Submit Legal Notices to:

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Arlington residents and commercial customers. However, this is the seventh year in a row that the council’s vote made an exception, maintaining the water, sewer, and stormwater rates unchanged since 2012.

Magical Strings Celtic Gala at the Marysville Opera House Three generations of the Boulding family return to set the stage ablaze with Irish dancing, lively fiddling, soulful songs and dynamic sounds reminiscent of the wild Irish countryside. Celtic harps and hammered dulcimers will sing mysteries accompanied whistles, accordion and concertina. This festive and timeless realm of Celtic mu-

JAZZ Continued from page 1

“I think they have a lot of fan hearing all the other schools,” said Gavin Knowles, Marysville-Pilchuck High School band director. It’s also a chance for the middle schoolers to see what a high school jazz program sounds like. “A chance for the high school kids to show what they can do in a couple years,” said Knowles. “One of the really cool things is seeing jazz grow in Marysville,” said Kristen Michal, treasurer for the 10th Street Middle School Music Boosters. “I like when you see the M-P and Getchell kids play

sic, dance, storytelling and songs will have you jigging all the way home The program will be held Friday, March 15, 7:30-9:30 p.m., doors open at 6:45 p.m. at the Marysville Opera House, 1225 Third St. in Marysville. Tickets on sale now and are $18 per person. To pre-purchase tickets go to: https://apm.activecommunities.com/marysvillewa/ Activity_Search/4349. Online sales will end on March 15 at 4 p.m. Tickets will be sold at the door if still available. There will be General admission seating. For more information please visit marysvillewa. gov or call the Parks, Culture and Recreation Office at 360-363-8400.

after seeing them play in the middle school bands years before,” she said. Students also enjoy coming back to the concert each year. “To see the middle schoolers that we used to be, and knowing that we’ve been in those seats before, is pretty cool,” said Kevin Lockwood, a member of the Marysville Getchell High School jazz program. “It’s cool to hear where they start as students,” said Seiber. The concert was started as a way to provide a concert for middle school jazz programs and has become a big fundraiser for the 10th Street Middle School program. It continues to be a way for middle school programs to get some concert experience. “The middle schools get up and play, some of the students for the first time,” said Seiber. “I love the inclusivity of this event. It’s mainly put together for the middle school performers who may not have a lot of performance opportunities,” said Knowles. Many of the performers also like the more laid-back nature of the concert. “It’s a really good time. It’s pretty low pressure. Today we played a song we haven’t brought to concert yet and it went really well,” said Lockwood. “This is a great thing that they do because it’s really relaxed and it’s a really friendly crowd,” said Seiber. Money raised from the event helps the 10th Street Middle School band program in a variety of ways. “It goes toward instrument repair, purchasing instruments if we need it, and paying for jazz festivals,” said Michal.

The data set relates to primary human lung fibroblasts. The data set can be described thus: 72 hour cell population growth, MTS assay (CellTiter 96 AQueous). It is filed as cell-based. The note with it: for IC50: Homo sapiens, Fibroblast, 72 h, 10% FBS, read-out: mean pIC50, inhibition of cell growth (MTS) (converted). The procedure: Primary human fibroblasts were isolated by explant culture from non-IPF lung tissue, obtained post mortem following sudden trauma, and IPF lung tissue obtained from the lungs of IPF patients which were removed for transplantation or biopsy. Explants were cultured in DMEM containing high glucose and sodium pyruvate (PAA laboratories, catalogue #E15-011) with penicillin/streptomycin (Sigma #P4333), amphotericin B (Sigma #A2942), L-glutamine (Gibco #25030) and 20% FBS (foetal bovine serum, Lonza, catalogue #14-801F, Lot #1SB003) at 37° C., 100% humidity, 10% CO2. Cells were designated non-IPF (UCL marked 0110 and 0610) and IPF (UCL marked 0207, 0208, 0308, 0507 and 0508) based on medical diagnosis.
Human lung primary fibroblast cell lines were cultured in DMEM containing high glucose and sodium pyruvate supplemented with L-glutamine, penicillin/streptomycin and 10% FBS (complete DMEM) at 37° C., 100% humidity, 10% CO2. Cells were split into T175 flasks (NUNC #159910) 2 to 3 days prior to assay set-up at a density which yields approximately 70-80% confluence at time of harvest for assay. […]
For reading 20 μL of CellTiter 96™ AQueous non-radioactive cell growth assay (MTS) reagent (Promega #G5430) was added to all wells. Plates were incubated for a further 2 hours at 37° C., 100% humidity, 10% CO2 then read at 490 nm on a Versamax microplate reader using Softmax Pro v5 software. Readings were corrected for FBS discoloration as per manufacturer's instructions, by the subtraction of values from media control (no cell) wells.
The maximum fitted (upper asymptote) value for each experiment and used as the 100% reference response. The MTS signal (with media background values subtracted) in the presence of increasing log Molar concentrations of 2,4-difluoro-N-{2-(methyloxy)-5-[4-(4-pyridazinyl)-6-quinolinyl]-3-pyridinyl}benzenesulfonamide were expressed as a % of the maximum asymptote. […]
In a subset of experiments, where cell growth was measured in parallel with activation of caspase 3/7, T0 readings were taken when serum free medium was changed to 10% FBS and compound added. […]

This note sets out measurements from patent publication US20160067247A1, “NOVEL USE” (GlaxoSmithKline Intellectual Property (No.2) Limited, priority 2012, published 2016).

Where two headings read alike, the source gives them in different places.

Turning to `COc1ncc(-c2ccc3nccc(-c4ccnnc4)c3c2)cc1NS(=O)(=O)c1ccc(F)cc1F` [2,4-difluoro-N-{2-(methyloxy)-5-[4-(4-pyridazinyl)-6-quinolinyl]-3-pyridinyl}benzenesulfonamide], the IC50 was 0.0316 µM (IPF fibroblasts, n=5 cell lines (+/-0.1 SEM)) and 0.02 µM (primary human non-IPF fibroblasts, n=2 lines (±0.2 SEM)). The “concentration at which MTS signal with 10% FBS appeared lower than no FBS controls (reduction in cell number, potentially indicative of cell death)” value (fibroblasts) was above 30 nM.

10

Communities

January 30, 2019 -February 5, 2019 NORTH COUNTY OUTLOOK

Tell us about local special events and meetings for free publication in the Community Calendar in the paper. Local events only, please. Send an email to editor@northcounty outlook.com, phone (360) 659-1100 or fax to (360) 658-7536. Be sure to include contact info. Deadline: Friday before the following Wednesday publication. You can also submit your local events for our free online community calendar at www. northcountyoutlook.com

Submit your events via email to:

editor@northcountyoutlook.com Submit your events online at:

www.northcountyoutlook.com Jan. 30 - Feb. 5